Sourdough is having a moment. Longtime sourdough bakers may cringe at this proclamation, just as our grandparents likely roll over in their graves when they hear “toast” is a thing.
But it’s true. I cannot open a magazine without seeing a feature on a bakery and its naturally leavened loaves; I cannot scroll through instagram without seeing a crumb shot of a halved sourdough miche, a beautiful web of irregular holes, or an intricately scored, thick-crusted boule being presented like Simba to the animal kingdom.
My interest in sourdough in recent months has been spurred by a number of requests about how to make my mother’s peasant bread with a sourdough starter. Initially, I thought why? The beauty of the peasant bread is that it doesn’t require a starter or a long rise or any fussy techniques; it can be on your table start to finish in three hours. Everyone will rave.
Over the years, I’ve been able to answer questions relatively easily about how to make the peasant bread morph into something else: a boule with a thick crackling crust — thank you Jim Lahey — or a thinner round to use for pizza or something palatable for the gluten-free crowd.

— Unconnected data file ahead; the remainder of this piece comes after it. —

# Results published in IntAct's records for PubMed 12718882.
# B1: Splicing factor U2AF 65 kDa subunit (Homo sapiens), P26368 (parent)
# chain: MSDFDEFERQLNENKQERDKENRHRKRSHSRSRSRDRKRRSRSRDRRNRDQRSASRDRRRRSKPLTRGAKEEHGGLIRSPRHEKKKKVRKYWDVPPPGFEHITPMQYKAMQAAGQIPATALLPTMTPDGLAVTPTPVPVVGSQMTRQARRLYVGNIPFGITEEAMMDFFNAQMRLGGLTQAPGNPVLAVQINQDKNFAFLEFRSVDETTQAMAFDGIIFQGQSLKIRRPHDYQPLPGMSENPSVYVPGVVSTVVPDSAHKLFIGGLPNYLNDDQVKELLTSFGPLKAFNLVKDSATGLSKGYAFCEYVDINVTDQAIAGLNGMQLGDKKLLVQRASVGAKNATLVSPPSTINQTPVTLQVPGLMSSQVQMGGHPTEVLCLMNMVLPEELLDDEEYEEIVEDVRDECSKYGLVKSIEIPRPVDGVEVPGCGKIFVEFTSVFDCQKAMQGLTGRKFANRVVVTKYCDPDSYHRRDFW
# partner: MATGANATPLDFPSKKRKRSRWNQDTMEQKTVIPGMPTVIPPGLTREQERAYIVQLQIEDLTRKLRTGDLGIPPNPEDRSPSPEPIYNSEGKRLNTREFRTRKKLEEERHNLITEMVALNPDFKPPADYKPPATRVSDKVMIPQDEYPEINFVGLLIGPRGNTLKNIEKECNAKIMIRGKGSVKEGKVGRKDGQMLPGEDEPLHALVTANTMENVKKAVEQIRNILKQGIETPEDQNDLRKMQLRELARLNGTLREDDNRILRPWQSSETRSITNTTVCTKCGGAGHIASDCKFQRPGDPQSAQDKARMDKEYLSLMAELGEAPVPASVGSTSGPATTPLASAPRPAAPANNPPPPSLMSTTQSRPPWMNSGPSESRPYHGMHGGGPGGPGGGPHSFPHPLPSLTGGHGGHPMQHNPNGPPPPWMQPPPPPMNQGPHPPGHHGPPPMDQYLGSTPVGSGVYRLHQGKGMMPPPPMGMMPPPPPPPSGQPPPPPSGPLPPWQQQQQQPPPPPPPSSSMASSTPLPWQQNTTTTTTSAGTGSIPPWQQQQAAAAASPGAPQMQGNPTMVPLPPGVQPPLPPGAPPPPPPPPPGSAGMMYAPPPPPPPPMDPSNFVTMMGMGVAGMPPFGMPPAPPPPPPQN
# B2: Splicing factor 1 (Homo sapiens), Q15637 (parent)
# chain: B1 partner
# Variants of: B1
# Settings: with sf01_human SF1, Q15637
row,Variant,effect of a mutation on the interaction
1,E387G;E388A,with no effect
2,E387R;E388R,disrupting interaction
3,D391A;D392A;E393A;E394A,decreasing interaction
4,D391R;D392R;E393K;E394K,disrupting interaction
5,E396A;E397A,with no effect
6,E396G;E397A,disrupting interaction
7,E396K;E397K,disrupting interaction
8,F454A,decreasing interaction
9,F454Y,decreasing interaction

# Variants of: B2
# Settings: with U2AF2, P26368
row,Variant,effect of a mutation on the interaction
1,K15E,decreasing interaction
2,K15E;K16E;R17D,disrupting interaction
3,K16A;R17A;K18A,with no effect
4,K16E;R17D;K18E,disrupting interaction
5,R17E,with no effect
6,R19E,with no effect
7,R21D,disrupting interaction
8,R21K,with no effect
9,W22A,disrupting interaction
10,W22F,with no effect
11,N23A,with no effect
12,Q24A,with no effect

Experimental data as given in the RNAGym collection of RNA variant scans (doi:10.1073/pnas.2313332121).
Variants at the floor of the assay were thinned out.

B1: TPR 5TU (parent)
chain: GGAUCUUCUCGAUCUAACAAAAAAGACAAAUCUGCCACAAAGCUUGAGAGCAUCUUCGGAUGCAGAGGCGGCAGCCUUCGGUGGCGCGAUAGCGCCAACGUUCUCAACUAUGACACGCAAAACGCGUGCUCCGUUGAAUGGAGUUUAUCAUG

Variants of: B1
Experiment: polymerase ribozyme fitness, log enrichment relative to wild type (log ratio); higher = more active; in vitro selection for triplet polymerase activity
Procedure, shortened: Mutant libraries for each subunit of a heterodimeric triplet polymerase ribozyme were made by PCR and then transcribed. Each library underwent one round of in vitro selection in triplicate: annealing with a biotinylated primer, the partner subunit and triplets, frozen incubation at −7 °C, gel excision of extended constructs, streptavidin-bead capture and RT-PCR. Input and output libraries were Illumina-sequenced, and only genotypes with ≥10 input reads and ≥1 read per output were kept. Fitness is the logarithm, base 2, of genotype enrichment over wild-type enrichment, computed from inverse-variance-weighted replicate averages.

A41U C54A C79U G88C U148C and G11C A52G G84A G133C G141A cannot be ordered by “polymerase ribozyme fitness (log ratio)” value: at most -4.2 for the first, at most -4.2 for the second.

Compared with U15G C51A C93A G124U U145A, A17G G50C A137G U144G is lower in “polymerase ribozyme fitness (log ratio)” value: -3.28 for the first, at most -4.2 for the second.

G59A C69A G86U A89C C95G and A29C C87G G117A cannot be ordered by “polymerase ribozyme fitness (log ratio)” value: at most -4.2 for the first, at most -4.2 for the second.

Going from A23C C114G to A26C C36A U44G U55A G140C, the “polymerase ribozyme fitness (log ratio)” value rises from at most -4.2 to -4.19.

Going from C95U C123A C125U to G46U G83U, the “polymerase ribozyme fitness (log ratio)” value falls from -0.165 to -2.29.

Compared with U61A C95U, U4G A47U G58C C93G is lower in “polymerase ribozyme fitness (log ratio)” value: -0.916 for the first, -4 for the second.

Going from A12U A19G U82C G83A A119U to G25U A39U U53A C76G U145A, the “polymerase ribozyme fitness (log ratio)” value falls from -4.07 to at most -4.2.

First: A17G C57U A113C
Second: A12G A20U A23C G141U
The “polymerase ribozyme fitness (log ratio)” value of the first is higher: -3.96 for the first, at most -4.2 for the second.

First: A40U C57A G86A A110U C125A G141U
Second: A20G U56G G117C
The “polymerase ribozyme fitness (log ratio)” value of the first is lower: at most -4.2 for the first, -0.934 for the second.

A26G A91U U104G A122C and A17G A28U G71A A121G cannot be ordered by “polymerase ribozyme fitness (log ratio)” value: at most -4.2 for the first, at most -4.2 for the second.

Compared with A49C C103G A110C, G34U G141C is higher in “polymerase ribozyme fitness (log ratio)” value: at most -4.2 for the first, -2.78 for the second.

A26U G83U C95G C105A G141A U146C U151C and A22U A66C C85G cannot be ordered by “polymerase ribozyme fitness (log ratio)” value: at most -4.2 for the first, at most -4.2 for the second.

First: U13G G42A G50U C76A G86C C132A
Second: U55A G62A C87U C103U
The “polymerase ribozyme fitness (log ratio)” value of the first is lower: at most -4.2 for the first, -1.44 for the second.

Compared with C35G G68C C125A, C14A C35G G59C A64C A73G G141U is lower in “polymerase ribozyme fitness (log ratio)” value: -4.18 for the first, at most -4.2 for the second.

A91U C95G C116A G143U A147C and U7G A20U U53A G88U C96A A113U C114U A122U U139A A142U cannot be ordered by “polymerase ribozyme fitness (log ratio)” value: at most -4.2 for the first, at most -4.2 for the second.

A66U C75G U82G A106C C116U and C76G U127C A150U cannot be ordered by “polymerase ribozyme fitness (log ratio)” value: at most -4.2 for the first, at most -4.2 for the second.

But achieving that sour taste — even a subtle sour taste — is something yeast, even with a long slow rise cannot achieve. And, moreover, natural leavening is natural leavening — no yeast allowed.
So I began experimenting. I tried reviving my old starter, long neglected in my fridge, and when it proved altogether spent, I ordered one from Breadtopia via Amazon. I followed the instructions to activate it, and within a day, I had a vibrant, bubbling starter.
After a bit of trial and error, I soon found a nice rhythm, mixing the dough in the afternoon, letting it rise all evening, splitting the dough into two portions and plopping each into a buttered Pyrex bowl in the morning. By early afternoon, the bread was ready to bake. The resulting loaves looked just like the peasant bread, golden crusted, soft crumbed, but with a nice subtle sourness. (Photo below.)
Using the sourdough peasant bread proportions, I decided to make focaccia, my favorite, a bread I love for so many reasons: its versatility — sandwich bread, appetizer, dinner bread — and its flavor and texture: the oil-crisped crust, the generous amount of salt, the chewy crumb.
I also think focaccia is an ideal bread with which to begin a sourdough journey. Why?